Surely this replaces any folk anthem from The Rocky Horror Picture Show. Let us flash our Bics in solidarity to the tune and words of “Fifty Ways to Leave Your Lover”. We the People CAN walk away from Corrupt Crony Capitalism for the 1% Global Reich IV, together with its lying, looting Agents in MonopolyFinance Banking, its Treacherous Agency Government, its Global M-I/Security/Police/Drugs Complex meant to facilitate Lebensraum and Lebensborn of/by/for the .01%-unto-their 1% Agency.

        Skippy, thanks for the second full link above to “The Muppet Show – Fifty Ways to Leave Your Lover” by Scooterpiety on Sep 29, 2008.

        LET’S DISPLAY, and LET’S ROLL! Occupy Charlotte 2012!

        BILL BLACK/SUSAN WEBBER 2012 for We the People Right Now!
        Chris Hedges: Secretary of State
        Paul Krugman: Secretary of the Treasury

        “If not now, when?

  14. Smellslikechapter11

    IMHO Yves comment on student loans being senior to mortgages is the real insight here on the inherent drag this debt is putting on our economy. Education costs are even more unrestrained than medical. I don’t see how they will be controlled unless the colleges assume much more of the risk for these loans and those loans can be discharged in bk.

    1. Wendy

      Bingo. It’s not just that education costs are non-dischargeable in bankruptcy (haven’t they always been? I honestly don’t know, but think so), but the fact that education costs have spiraled so wildly upwards, with no signs of slowing down. My daughter just graduated college in May, and says the average student has $25K of debt (undergrad only – from an ART school, mind you – how do parents not intervene???), and plenty have $100K+ debt. In my day, 20 years ago, debt figures like that were found only among professionals, incurred in obtaining professional degrees – which were far more likely to yield incomes that could service that debt. To be at this debt level for undergraduate only, well it’s a ticking time bomb in the economy. This bomb will blow up slowly, over time, only adding to the economic downturn we are now but 5-6 years into.

  15. CHromex

    Krugman is beginning to shill for Obama in an election year. remember folks its not the lesser of two evils- its the evil of two lessers.

    1. tom allen

      That’s how I read the column, as a fluffer for tonight’s State of the Union speech.

      And I prefer “the evil of two lessors” myself. :-P

      1. Chromex

        Granted he shills a lot but has been mildly critical of Obama in “off-years’, ie 2010 and last year. By “Beginning”, what I mean is that this column will be cited as authority for a statement in a Krugman column later this year that the “housing market is improving” under Obama ( and hence the economy) and that’s why, even though Krugman doesn’t agree with him on some things, you readers should vote for him.Kabuki theater all the way.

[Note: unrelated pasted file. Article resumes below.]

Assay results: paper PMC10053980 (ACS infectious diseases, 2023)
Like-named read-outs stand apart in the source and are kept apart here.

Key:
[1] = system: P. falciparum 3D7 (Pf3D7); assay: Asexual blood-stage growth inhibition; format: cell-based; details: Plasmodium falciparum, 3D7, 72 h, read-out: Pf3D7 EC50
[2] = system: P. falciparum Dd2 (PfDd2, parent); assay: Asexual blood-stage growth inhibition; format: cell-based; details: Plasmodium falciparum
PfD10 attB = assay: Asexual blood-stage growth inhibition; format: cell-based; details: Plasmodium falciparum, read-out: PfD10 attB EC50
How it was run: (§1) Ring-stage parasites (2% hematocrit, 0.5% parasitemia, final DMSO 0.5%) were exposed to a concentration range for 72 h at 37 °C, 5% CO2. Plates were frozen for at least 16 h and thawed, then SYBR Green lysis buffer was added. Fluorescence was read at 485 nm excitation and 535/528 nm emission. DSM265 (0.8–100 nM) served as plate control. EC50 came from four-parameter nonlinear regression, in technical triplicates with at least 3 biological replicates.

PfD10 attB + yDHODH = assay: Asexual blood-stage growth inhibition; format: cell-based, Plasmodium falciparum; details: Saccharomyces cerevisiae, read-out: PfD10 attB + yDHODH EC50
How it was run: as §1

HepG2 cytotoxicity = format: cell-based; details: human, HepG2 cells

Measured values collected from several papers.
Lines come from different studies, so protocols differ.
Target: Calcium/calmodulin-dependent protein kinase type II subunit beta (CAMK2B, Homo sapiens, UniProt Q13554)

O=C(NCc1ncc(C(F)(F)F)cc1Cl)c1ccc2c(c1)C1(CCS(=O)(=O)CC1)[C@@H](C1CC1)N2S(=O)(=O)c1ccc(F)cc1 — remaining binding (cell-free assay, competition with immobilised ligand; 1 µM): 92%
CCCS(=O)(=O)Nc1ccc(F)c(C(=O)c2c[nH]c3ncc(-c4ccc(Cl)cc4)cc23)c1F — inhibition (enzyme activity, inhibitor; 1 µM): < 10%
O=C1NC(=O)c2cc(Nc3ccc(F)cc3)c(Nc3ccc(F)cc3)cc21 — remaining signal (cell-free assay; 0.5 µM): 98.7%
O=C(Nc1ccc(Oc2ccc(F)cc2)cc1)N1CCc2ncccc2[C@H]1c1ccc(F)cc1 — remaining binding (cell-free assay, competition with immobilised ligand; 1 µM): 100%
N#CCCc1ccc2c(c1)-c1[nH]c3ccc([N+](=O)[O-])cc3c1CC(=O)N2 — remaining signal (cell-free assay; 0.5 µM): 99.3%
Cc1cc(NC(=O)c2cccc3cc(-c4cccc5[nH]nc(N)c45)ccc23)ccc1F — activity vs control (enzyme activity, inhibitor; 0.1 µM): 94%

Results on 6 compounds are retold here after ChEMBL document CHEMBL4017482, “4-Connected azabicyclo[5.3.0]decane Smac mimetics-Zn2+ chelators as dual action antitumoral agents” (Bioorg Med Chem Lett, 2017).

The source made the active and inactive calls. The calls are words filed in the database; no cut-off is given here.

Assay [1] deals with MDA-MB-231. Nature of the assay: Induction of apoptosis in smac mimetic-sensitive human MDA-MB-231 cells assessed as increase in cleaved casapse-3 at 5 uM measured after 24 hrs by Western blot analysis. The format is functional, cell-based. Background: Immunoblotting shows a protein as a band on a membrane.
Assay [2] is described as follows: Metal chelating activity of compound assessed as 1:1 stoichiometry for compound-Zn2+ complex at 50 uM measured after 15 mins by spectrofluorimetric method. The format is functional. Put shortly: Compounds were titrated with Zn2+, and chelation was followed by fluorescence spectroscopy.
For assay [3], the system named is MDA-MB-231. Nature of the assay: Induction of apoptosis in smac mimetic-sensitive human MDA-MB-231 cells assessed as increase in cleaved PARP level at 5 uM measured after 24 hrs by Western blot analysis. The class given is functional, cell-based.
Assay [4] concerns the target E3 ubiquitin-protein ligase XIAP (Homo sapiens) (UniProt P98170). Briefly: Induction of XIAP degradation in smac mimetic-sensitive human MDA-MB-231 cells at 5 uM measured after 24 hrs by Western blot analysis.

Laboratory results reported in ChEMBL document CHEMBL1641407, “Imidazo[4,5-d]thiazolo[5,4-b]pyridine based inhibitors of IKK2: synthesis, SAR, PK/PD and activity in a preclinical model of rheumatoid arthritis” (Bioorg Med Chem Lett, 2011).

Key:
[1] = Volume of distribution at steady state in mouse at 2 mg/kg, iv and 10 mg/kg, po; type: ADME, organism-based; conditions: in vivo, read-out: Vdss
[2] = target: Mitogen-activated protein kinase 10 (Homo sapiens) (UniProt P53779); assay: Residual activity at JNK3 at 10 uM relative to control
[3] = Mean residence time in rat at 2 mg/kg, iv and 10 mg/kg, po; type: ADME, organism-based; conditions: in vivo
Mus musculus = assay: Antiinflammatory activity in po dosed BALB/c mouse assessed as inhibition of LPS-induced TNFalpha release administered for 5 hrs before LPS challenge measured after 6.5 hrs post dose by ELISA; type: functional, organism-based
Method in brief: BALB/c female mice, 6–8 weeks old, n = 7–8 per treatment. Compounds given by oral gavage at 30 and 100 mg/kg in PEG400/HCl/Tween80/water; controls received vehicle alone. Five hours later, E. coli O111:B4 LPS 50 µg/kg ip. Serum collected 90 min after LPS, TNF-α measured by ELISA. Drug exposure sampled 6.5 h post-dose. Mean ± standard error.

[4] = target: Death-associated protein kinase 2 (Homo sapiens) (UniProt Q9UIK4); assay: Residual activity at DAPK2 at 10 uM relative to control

As for “two lessors: , yeah pretty good, but wouldn’t it have to be “one..two..three.. many lessors?”

  16. max

    And the wealthiest generation in history, having most of it’s wealth in real estate is preparing to sell for retirement over the next 10-15 years to a middle class which is disappearing daily.

    Not to mention that they have eliminated all the jobs for their childre.

    Goodbye housing for a long time to come.

    1. farm manager

      Fully agree max. There is no reason for it to do anything but fall.

      Only when enough become a drag on municipalities due to massive tax forfiture as reciever financial institutions decide that that is how they chose to dispose of them will there actually be the auctions held that should have been held in October of 2008. We could have known right off and had what good money there was applied to properties and securities that would hold. It was known which ones they were. Given a couple of weeks that information could have been disseminated.

      The rest we could have dealt with, with the debt gone off them.

  17. Stephanie

    Yves, wrt your point about multigenerational families again becoming the norm, you may be interested in this Pew Research Center Study: Multi-generational Living During Hard Times. The framing of this is that it is related to hard times, but I think, as you do, that this is all part of the wake-up call that the American Dream is untenable. Ultimately, the dream cannot work because it is founded on the false notion that we all live in our little individualized spaces, and that the economy can continue to grow and grow and grow and that we can each have all that we want and not have to share. The model of atomized self-interest and individual prosperity defined by home ownership and the individual acquisition of stuff is unworkable. We will never be able to work enough hours to sustain that model and to consume the amount of resources it takes to fulfill that dream.

    I, personally, don’t necessarily see this as a bad thing, because the idea that I can’t have my own lawnmower, my own ladder, my own car means I will have to create sharing relationships with my neighbors. And, like you say, households and families will become less ‘nuclear’ and more multigenerational and extended as people adjust to learn how to live well in a resource scarce environment. This is how it works in large swaths of the so-called undeveloped world, in which resource scarcity is a fundamental fact of life. But there are advantages to this way of life, in that sharing necessitates better social cohesion and, some might say, a better quality of life, at least in some respects.

    1. Stephanie

      The framing of this is that it is related to hard times, but I think, as you do, that this is all part of the wake-up call that the American Dream is untenable.